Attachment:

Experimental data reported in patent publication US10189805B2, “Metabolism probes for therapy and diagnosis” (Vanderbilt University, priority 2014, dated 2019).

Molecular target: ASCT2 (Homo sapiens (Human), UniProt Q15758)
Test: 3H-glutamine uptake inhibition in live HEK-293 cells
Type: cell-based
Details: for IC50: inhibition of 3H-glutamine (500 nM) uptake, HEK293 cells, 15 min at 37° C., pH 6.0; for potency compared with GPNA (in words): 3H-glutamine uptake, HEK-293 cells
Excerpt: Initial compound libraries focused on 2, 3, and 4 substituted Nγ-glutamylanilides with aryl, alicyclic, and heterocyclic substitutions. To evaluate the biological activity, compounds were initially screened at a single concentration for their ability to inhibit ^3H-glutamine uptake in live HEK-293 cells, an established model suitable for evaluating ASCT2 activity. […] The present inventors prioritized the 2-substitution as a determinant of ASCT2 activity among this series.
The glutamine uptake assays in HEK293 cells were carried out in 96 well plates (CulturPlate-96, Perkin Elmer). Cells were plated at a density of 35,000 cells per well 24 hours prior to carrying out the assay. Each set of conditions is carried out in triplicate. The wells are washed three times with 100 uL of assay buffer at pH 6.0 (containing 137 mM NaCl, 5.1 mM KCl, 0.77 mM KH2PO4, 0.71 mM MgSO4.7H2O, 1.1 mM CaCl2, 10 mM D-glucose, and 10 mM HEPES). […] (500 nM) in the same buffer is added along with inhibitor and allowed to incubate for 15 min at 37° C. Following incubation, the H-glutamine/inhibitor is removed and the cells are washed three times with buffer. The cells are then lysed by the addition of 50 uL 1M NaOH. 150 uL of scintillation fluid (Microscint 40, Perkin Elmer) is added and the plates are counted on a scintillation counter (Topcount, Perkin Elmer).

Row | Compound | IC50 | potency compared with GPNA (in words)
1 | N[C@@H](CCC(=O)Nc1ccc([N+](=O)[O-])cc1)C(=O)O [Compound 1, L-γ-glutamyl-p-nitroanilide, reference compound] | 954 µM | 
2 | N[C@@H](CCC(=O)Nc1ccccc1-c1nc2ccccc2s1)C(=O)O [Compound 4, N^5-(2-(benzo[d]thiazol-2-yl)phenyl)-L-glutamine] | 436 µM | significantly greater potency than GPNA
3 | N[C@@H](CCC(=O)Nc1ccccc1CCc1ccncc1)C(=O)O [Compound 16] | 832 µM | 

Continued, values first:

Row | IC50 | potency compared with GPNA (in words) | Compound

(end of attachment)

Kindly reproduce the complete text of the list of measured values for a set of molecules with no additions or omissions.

Experimental data reported in patent publication US10189805B2, “Metabolism probes for therapy and diagnosis” (Vanderbilt University, priority 2014, dated 2019).

Molecular target: ASCT2 (Homo sapiens (Human), UniProt Q15758)
Test: 3H-glutamine uptake inhibition in live HEK-293 cells
Type: cell-based
Details: for IC50: inhibition of 3H-glutamine (500 nM) uptake, HEK293 cells, 15 min at 37° C., pH 6.0; for potency compared with GPNA (in words): 3H-glutamine uptake, HEK-293 cells
Excerpt: Initial compound libraries focused on 2, 3, and 4 substituted Nγ-glutamylanilides with aryl, alicyclic, and heterocyclic substitutions. To evaluate the biological activity, compounds were initially screened at a single concentration for their ability to inhibit ^3H-glutamine uptake in live HEK-293 cells, an established model suitable for evaluating ASCT2 activity. […] The present inventors prioritized the 2-substitution as a determinant of ASCT2 activity among this series.
The glutamine uptake assays in HEK293 cells were carried out in 96 well plates (CulturPlate-96, Perkin Elmer). Cells were plated at a density of 35,000 cells per well 24 hours prior to carrying out the assay. Each set of conditions is carried out in triplicate. The wells are washed three times with 100 uL of assay buffer at pH 6.0 (containing 137 mM NaCl, 5.1 mM KCl, 0.77 mM KH2PO4, 0.71 mM MgSO4.7H2O, 1.1 mM CaCl2, 10 mM D-glucose, and 10 mM HEPES). […] (500 nM) in the same buffer is added along with inhibitor and allowed to incubate for 15 min at 37° C. Following incubation, the H-glutamine/inhibitor is removed and the cells are washed three times with buffer. The cells are then lysed by the addition of 50 uL 1M NaOH. 150 uL of scintillation fluid (Microscint 40, Perkin Elmer) is added and the plates are counted on a scintillation counter (Topcount, Perkin Elmer).

Row | Compound | IC50 | potency compared with GPNA (in words)
1 | N[C@@H](CCC(=O)Nc1ccc([N+](=O)[O-])cc1)C(=O)O [Compound 1, L-γ-glutamyl-p-nitroanilide, reference compound] | 954 µM | 
2 | N[C@@H](CCC(=O)Nc1ccccc1-c1nc2ccccc2s1)C(=O)O [Compound 4, N^5-(2-(benzo[d]thiazol-2-yl)phenyl)-L-glutamine] | 436 µM | significantly greater potency than GPNA
3 | N[C@@H](CCC(=O)Nc1ccccc1CCc1ccncc1)C(=O)O [Compound 16] | 832 µM | 

Continued, values first:

Row | IC50 | potency compared with GPNA (in words) | Compound